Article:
90-year-old Army veteran sinks hole-in-one on D-Day anniversary

Vet D-Day Hole in One

CONWAY, SC (WMBF) - The odds of hitting a hole-in-one on the golf course is around 12,500 to 1, but those odds meant nothing to a 90-year-old Army veteran in Conway. He sank the shot of a lifetime on a day that means so much to members of our armed forces.

Lee Bevard started playing golf 50 years ago. Just weeks away from his 91st birthday, he might be entering the prime of his career, hitting his fourth career hole-in-one on the 75th anniversary of D-Day.

“To make a hole-in-one is unbelievable, it’s something you don’t see very often let alone have it happen to you,” said Bevard.

At the age of 90, Bevard is living proof that age is all but a number.

“When I see young guys at 65 or 70 years old complaining about all their aches and pains, I just think how fortunate you are to still be here,” said Bevard.

The shot also took place on the 75th anniversary of D-Day. Bevard was only 17 years old in 1944.

He was selected for the draft but never entered World War II. He eventually joined the Army from November 1950 until November 1952. Bevard was in the Army Aviation Engineers, which he said was attached to the Air Force and he helped to build bridges.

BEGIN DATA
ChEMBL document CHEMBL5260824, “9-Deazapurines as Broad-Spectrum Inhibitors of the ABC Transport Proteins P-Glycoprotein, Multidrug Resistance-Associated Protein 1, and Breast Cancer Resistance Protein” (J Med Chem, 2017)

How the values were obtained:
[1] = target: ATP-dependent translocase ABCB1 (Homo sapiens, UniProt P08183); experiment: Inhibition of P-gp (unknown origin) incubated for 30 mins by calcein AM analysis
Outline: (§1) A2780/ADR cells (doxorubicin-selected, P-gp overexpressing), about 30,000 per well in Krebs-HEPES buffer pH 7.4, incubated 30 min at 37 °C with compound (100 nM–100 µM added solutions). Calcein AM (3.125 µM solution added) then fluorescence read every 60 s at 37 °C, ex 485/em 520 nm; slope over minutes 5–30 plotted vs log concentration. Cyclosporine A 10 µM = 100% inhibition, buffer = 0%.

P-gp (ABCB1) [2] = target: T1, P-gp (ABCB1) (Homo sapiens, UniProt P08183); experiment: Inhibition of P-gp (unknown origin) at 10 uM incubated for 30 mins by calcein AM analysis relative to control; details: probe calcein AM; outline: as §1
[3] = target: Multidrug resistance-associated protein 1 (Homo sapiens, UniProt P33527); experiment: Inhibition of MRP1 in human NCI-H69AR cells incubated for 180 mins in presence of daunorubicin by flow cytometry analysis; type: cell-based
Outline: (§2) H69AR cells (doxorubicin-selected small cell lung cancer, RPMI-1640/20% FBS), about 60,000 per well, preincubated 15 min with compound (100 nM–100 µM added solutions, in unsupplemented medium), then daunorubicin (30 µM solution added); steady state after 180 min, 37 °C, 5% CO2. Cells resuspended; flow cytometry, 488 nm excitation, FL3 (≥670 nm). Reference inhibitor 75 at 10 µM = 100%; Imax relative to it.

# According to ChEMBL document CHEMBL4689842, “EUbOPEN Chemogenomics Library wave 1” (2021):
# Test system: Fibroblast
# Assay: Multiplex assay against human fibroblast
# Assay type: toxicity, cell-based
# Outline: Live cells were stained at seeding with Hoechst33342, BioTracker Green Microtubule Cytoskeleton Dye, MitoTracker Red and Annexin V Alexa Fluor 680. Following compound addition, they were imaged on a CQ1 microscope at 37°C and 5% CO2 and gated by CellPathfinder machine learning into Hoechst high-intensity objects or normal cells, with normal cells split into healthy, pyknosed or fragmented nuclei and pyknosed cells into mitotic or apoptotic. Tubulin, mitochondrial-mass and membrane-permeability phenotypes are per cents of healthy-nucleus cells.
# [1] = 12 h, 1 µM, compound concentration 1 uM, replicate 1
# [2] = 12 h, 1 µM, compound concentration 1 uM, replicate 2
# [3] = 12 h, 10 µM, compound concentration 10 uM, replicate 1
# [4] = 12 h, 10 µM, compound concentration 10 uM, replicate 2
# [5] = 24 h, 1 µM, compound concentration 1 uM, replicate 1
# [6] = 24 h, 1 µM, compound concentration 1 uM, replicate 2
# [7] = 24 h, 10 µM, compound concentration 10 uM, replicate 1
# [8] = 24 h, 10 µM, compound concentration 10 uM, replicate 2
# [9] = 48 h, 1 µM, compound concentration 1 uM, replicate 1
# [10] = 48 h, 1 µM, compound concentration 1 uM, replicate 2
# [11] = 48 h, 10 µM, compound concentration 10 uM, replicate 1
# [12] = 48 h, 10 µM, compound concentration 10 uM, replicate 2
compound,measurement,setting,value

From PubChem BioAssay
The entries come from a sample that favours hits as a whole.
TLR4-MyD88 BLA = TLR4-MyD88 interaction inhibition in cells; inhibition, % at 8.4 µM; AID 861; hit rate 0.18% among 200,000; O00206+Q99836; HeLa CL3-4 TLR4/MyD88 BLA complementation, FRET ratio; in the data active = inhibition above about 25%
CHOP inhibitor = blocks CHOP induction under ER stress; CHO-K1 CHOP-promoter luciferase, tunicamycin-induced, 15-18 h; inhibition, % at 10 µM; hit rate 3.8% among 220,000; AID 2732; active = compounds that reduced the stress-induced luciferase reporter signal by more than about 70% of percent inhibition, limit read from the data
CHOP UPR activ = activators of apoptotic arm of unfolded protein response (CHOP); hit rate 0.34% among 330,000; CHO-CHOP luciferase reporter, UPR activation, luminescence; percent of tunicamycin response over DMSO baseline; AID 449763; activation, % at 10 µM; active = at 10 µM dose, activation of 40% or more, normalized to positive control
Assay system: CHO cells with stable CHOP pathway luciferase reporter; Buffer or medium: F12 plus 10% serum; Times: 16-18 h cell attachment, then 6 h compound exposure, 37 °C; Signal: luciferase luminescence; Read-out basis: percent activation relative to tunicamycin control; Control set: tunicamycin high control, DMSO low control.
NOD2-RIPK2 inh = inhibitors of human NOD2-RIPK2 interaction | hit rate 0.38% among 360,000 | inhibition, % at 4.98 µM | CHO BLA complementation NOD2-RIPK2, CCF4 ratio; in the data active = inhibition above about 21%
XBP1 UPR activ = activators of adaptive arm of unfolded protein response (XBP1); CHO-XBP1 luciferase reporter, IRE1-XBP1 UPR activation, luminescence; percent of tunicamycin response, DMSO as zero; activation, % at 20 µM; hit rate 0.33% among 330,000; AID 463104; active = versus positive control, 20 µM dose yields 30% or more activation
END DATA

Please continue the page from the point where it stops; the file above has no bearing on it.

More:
Bevard said he also played baseball and basketball exhibition games for the troops.

After leaving the Army, he was in the retail business for 40 years, retired in 1985 and moved to Myrtle Beach.

“I was one of the fortunate ones and by the luck of the draw I ended up in Walters Air Force Base in Texas and played ball for two years and got out of the service,” said Bevard.

Lee has stayed active his entire life, playing golf along side friends and other veterans. As their group approached the fifth green, Lee setup his shot and took a swing towards pin.

“Initially you watch it and you’re like, ‘Oh, it’s going to be close.' It will do whatever the rest of them do and trickle by but then it just dropped and when it dropped my jaw dropped,” said Chris Davis, who witnessed Lee’s hole-in-one.

On a par three, Bevard sunk his fourth career hole-in-one.

WMBF News asked Bevard if he felt the shot was good the second he hit the ball.

“Absolutely not,” said Bevard.

The group has been golfing together for three years, each with their own unique story, but one common love for the game of golf.

“Some days you have some crazy fun things happen like that and some days we have not so great of days,” said Ray Justice, who was also there when Bevard sank the hole-in-one.

For Lee, any day on the golf course is a good day, and with him you never know when that fifth hole-in-one might just fall.

“Two days before this I was playing by myself and left one on the lip on 17 at Pinehills in Myrtlewood, I said, ‘Don’t go in. I don’t have any witness,’” Bevard joked.

Lee will turn 91 on July 15th and plans to keep playing golf for as long as he can with hopes of capturing that fifth hole-in-one.

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